Scrap Premium for the Economic Stimulus Package*

Posted by Hans-Werner Sinn on 25 February 2009

The scrap premium for old cars, approved by the Federal Government, yields no economic benefits. And it is ecological nonsense

John Maynard Keynes once greatly spoofed his audience. In times of recession, the state, so the famous economist, ought to put bills of money in bottles, bury them in a mine, fill the whole lot up with rubbish and leave it to private business to dig them up again. This would get the economy going again.
Few took this ironic advice as literally as the German government with its scrap premium. To pay people €2,500 for destroying an old car in order for them to go out and buy a new one, is about the same thing as the burying and digging up of Keynes’ bottles. Nine year old cars of German premium producers are far from being scrap heaps. An accident-free BMW or Mercedes may sometimes be driven for 20 years, a VW Golf frequently runs for 15 years. The motors of the premium producers last 300,000 kms and more, but after nine years and an annual average of 20,000 kms, have done only 180,000. In addition, the sheet metal used for their body has been galvanized since the 1980s so that rust is no longer an issue. Some automakers even give a 30-year guarantee against rusting. In short: scrapping nine year old cars just makes no economic sense.
In the past, Germany used to sell its used cars on a grand scale to Africa, Eastern Europe and Central Asia, where it teems with old German cars. Thanks to their robust construction, the German cars are well suited to the bumpy roads there. In 2006 Germany exported 517,000 used cars for which it received about € 6 billion. Now the government is willing to pay up to €1.5 billion to divert a good part of these exports to scrap yards. What an adventurous throw-away logic! 
But do not at least ecological reasons argue for the scrap premium of the government? The "Süddeutsche Zeitung" recently reported in big letters on its title page that experts had calculated that the scrap premium served to protect the environment because it would promote the replacement of old gas guzzlers by modern cars with low gas consumption. This would still be true if account were taken of the fact that the production of a VW Golf costs 25,000 kwh and the production of a premium model even 50,000 kwh of energy. 
Let’s redo the sums: A new Golf VI that has a gasoline engine with a displacement of 1.4 litres uses 6.4 litres of gasoline for 100 kms. Assuming 12,000 kms are travelled annually, this comes to 768 litres of gasoline per year, implying that 1,790 kg CO2 are pushed through the exhaust pipe. Given the 25,000 kwh of energy used in the production of the car, then a plausible division into electricity and fuel (50 percent electricity derived from the German generation mix with an efficiency of 40% and 50% fuel, that are produced with a 5% loss) we arrive at a CO2 emission for the production of 10,790 kg or 1,199 kg per year – assuming that the new car also runs for nine years.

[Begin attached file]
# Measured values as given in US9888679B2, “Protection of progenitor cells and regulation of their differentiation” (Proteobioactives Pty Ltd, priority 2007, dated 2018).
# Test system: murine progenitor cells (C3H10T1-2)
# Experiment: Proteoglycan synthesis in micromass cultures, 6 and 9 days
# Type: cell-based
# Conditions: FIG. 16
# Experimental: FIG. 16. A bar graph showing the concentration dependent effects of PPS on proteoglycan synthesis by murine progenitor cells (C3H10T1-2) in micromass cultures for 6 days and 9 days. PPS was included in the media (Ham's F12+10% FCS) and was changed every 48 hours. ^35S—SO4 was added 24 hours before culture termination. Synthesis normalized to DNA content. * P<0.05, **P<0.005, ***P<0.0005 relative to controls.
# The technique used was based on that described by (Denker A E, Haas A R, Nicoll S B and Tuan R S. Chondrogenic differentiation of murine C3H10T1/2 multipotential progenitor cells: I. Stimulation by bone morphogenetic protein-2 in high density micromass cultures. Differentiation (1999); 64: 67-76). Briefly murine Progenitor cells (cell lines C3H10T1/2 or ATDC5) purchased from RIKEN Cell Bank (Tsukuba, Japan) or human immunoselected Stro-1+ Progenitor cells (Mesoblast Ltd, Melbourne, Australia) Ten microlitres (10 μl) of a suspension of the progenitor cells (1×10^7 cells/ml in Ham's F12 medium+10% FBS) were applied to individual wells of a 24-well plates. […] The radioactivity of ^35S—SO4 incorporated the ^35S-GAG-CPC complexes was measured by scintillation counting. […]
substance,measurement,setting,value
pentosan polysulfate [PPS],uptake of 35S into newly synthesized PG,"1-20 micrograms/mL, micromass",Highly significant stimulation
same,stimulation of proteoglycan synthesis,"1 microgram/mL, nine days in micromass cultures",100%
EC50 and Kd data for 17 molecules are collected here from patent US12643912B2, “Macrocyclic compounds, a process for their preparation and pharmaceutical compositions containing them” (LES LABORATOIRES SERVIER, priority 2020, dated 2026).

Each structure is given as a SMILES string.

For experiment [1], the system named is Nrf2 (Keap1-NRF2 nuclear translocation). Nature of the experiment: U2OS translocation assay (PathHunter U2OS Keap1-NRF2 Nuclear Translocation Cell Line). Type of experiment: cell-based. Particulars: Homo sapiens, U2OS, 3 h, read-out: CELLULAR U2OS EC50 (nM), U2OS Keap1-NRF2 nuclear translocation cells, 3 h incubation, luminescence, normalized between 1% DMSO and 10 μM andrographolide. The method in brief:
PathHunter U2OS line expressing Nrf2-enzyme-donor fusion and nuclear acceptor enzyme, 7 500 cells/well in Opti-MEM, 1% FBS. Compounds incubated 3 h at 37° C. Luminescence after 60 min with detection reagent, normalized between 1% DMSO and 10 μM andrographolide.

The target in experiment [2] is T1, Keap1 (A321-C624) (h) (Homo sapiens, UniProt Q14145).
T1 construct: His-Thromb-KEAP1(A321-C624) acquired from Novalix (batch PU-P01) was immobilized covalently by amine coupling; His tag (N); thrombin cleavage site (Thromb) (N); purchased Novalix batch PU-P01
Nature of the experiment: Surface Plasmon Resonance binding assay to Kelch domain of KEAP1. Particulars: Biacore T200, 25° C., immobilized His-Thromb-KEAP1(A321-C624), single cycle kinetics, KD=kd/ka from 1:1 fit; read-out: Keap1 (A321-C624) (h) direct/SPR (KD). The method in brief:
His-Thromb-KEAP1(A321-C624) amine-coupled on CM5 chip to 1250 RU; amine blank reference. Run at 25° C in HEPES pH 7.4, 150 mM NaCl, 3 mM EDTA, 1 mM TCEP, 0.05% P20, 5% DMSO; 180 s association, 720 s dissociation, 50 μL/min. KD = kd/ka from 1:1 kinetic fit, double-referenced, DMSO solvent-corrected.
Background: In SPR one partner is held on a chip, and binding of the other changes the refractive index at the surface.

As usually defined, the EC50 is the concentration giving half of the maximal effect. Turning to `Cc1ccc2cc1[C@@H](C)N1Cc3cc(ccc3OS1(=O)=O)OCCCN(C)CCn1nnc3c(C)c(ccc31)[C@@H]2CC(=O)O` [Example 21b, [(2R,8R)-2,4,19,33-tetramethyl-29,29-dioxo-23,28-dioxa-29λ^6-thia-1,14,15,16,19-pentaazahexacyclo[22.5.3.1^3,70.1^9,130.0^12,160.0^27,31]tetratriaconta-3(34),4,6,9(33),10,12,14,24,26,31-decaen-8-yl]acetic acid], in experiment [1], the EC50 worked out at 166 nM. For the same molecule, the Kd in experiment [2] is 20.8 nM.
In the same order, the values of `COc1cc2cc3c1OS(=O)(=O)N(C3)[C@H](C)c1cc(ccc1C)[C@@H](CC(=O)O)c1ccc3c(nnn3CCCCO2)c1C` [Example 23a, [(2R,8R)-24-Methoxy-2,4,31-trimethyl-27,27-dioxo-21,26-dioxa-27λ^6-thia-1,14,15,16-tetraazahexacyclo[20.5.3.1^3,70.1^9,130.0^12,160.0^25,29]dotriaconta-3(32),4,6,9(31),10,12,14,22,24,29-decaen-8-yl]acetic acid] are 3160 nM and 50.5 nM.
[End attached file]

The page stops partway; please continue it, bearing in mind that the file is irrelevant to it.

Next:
Distributed to each year of its life, production results in an emission of 67 percent of the CO2 that the new motor emits in moving traffic. If an old car is now replaced by the new Golf, the environment benefits only if the gas consumption of the old car was more than 67 percent higher than that of the new Golf. This may be true in an individual case, if the new Golf replaces a gas-guzzling big car. If a car of similar size is replaced the savings cannot be realized, as nowhere there are or have been savings effects in gas consumption in the necessary magnitude.
For the Golf itself there has been no savings whatsoever. The Golf IV, which had been produced ten years ago, with a 1.4 litre engine, used the same 6.4 litres of gasoline per 100 kms as a brand new Golf VI with the same engine size.  The efficiency gain of the engine has been absorbed by additional weight instead of lower consumption. Hence, replacing the old Golf by a new one implies an increase of CO2 emissions of about two thirds.
This calculation may be varied at will, but the result will be the same. Even assuming 20,000 kms travelled per year and a 15-year life of the new car, the critical percentage for the additional gas consumption of the old car versus the Golf VI is still 24 percent. For cars of the same class even this percentage may only be reached in the rarest cases. Still more revealing is the calculation for luxury class cars. Here the replacement of an old car by a new one makes even less sense, because the energy consumed in production relative to the gas consumption is even higher there than for small vehicles.
No matter how you look at it: For all even halfway plausible constellations the CO2 emission rises when an old car is scrapped and replaced by a new one of similar size. Under environmental considerations, too, we should not scrap our old cars – but the corresponding part of the economic stimulus package.
Professor of Economics and Finance, University of Munich
President of the Ifo Institute
* Editors’ Note: This was first published as „Abenteuerliche Wegwerflogik“, WirtschaftsWoche, no. 6, 3 February 2009, p. 48.